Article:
• Start planning at least one month in advance
  • Begin by sending an introductory email to the coach(es)
  • Follow up with a phone call to the coach and let them know you are going to be on campus and would like to meet them. If you already have a relationship, this should be much easier. If you do not, remember that coaches cannot always return phone calls so be persistent in your attempts to reach them.
  • When on campus, do not be afraid to visit the coach’s office even if you have not communicated with them before.
  • Make sure to bring an athletic and academic resume, video, and transcript.
  • Student athletes may participate in workouts that are not organized or observed by the coaching staff.
  • Make sure it’s not a dead period for your particular sport!

Aside from all the recruiting advantages that can be had from setting up unofficial visits, student athletes can learn a great deal about the university academically and socially during these trips.  Rarely in the process does a student-athlete have complete control, and with unofficial visits, a recruit can get as much or as little out of the visit as they want.  While it might not be as easy as knocking on the door and handing your video over to the coach…it won’t hurt to try!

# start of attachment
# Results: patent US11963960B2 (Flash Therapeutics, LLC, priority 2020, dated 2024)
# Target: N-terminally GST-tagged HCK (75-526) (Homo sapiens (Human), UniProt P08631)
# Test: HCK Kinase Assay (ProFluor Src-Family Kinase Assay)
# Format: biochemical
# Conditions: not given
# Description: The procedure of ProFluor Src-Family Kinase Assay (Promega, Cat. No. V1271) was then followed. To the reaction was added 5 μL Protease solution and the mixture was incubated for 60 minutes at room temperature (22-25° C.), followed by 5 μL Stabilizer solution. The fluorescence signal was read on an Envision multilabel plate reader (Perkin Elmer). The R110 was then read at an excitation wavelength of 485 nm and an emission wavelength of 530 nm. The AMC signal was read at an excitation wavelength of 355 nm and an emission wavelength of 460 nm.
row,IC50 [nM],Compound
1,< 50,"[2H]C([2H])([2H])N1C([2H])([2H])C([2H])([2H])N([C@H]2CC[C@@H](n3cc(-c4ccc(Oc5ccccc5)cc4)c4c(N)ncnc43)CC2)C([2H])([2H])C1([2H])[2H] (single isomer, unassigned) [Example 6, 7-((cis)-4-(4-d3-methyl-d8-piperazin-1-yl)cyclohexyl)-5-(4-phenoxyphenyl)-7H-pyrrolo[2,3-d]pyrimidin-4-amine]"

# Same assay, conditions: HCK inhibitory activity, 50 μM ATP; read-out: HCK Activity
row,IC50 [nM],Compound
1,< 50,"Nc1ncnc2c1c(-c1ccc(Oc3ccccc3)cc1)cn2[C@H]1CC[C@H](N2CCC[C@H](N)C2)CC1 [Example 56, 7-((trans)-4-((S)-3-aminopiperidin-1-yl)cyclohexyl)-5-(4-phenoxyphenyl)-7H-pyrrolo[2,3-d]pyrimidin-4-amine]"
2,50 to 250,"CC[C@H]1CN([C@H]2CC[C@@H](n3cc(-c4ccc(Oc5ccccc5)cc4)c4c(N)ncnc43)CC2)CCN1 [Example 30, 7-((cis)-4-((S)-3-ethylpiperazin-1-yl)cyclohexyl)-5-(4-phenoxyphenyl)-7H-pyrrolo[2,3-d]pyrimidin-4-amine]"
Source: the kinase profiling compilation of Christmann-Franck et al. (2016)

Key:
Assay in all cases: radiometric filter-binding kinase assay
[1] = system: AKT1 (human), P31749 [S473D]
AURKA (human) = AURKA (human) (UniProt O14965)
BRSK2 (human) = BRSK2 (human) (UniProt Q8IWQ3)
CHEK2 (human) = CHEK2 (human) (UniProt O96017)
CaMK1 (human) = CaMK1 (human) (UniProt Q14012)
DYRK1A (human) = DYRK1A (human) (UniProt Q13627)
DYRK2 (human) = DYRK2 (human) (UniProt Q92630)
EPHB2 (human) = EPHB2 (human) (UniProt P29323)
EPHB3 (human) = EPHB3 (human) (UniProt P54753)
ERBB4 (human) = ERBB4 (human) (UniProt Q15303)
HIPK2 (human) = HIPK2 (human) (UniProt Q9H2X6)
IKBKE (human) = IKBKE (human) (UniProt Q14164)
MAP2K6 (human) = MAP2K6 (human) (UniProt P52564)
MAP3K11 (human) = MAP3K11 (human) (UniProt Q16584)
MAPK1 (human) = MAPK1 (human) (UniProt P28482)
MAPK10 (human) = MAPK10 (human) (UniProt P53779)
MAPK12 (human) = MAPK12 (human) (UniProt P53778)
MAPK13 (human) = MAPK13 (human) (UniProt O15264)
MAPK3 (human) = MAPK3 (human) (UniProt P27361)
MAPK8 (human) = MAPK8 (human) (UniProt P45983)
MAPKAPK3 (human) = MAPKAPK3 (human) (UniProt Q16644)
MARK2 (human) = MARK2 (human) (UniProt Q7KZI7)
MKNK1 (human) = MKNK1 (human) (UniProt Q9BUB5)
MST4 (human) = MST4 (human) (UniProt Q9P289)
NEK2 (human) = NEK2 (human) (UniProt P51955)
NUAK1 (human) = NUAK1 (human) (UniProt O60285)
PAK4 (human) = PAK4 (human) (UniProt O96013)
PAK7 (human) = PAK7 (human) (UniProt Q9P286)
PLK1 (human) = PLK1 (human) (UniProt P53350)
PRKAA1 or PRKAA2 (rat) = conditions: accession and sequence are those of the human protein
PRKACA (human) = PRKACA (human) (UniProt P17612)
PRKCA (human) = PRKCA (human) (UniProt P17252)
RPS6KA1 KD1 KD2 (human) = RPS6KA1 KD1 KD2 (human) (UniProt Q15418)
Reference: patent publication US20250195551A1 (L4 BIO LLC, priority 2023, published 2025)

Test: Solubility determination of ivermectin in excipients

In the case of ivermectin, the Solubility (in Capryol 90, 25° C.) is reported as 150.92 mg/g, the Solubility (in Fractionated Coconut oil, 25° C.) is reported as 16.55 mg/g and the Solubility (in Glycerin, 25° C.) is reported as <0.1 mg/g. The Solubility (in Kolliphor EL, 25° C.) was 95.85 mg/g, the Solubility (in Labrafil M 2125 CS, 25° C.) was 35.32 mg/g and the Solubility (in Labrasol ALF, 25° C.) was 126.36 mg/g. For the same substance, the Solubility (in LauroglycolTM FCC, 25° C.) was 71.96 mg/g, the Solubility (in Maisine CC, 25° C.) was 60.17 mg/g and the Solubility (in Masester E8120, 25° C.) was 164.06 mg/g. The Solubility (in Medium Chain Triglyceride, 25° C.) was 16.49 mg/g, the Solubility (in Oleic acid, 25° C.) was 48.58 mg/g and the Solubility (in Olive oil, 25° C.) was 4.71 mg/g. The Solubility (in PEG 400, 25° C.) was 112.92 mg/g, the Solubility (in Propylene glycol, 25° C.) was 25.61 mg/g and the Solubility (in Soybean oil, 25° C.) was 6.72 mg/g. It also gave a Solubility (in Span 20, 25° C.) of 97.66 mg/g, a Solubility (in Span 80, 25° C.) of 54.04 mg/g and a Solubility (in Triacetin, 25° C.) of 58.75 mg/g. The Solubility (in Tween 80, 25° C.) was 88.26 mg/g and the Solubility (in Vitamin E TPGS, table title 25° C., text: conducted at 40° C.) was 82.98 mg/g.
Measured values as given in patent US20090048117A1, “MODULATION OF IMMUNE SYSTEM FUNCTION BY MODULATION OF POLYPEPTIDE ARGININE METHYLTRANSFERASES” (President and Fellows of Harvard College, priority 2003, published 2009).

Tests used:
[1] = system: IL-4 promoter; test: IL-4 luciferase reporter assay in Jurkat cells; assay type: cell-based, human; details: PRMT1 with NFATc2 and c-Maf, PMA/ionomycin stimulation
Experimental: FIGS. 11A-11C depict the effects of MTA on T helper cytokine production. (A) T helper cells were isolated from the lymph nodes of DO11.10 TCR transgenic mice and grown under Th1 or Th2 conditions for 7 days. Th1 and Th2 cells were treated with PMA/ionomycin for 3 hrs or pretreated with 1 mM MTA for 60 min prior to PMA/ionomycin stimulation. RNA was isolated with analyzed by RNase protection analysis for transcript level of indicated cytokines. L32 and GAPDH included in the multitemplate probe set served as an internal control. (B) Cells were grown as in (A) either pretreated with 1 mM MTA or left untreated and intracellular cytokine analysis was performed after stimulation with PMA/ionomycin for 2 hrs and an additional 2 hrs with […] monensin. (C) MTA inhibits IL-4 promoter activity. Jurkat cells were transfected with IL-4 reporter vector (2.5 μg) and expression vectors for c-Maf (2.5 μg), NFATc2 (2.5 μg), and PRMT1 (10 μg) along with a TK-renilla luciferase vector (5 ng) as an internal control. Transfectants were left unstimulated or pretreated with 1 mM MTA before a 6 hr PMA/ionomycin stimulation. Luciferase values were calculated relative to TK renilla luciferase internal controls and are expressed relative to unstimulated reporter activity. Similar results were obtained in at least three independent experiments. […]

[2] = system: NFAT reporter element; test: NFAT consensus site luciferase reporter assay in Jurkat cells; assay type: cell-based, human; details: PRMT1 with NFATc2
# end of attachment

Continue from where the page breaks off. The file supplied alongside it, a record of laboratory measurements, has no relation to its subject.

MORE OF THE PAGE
About the author
Aaron Sorenson


  • Check the NCAA website for the sport you are interested in. You should be able to find everything there!

  • This sounded like a great idea until I called all the major D-1 schools in the state of Texas and found out they were on spring break the same week as my son. No one will be around!

  • Coaching staffs will likely still be around Greg, a visit could still be worth the effort.

  • Greg, I would add: why are you making the phone calls? (rhetorical question) College coaches want to talk to your son. He should be the one making the phone calls. He’ll be the one potentially playing for them.

  • Greg, While your son might have aspirations of DI, it could still be helpful to visit a campus of a school at the DII or DIII level and work on his communication skills and relationship building with those coaches.